I’ve been using SUBTOTAL as a form of SUM, but you can also use it for counting or averaging as well as other statistical type actions. SUBTOTAL(9, “range”) gives you the sum whereas SUBTOTAL(1, “range”) gives you the average and SUBTOTAL(2, “range”) gives you the count. I’ve been using it with the filter to sum up (or count up or average up) only those items you see on the screen. If you use SUM function with the filter, the function will also include the hidden rows in the summing. SUBTOTAL gets around that.
Now, it appears SUBTOTAL has another really nifty feature. Say you have a table showing multiple categories and within those categories, detailed lines. A category could be payroll, maintenance, or travel expense. The detailed lines could be manager, full-time employee, subcontractor under payroll category; software, hardware, car under maintenance; car mileage, hotels, airfare under travel. Sometimes such reports will show the subtotals for each categories and then a grand total at the bottom. You can’t use a SUM function to sum down a column (could be row but columns are generally the preferred format); otherwise, you would be double counting. You have to add each category subtotal separately to get a grand total and this can become a tedious manual process.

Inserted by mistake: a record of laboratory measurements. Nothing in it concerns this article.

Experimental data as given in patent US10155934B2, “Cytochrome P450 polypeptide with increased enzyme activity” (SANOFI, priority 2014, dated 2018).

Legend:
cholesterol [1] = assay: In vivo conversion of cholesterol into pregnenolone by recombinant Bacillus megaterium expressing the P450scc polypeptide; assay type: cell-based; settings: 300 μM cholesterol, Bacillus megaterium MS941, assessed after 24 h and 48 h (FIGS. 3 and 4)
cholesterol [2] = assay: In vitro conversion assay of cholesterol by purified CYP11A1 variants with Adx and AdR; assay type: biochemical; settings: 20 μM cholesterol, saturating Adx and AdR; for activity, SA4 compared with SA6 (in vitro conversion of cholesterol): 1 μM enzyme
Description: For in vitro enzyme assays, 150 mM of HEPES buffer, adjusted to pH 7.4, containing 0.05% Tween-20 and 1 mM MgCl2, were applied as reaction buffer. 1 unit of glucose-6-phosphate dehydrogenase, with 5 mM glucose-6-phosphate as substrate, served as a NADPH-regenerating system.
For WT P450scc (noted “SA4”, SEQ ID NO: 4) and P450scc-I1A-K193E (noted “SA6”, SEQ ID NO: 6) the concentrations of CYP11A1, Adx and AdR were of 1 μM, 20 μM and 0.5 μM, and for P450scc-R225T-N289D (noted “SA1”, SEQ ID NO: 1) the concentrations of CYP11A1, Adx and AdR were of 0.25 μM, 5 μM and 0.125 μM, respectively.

The SUBTOTAL function gets around this. If each category’s subtotal was summed up using SUBTOTAL(9, “range”), then you can use the SUBTOTAL function for the grand total. The function is smart enough to know to exclude all of the subtotals in the grand summation.
An additional feature of SUBTOTAL is that using 9 will include hidden (not “filtered” – apparently that’s an entirely different action) rows in the summation but if you use SUBTOTAL(109,”range”), then the function will exclude hidden rows in the summation. The way the SUBTOTAL works with the filtering (as opposed to hiding rows) remains the same.
Why didn’t I know this before?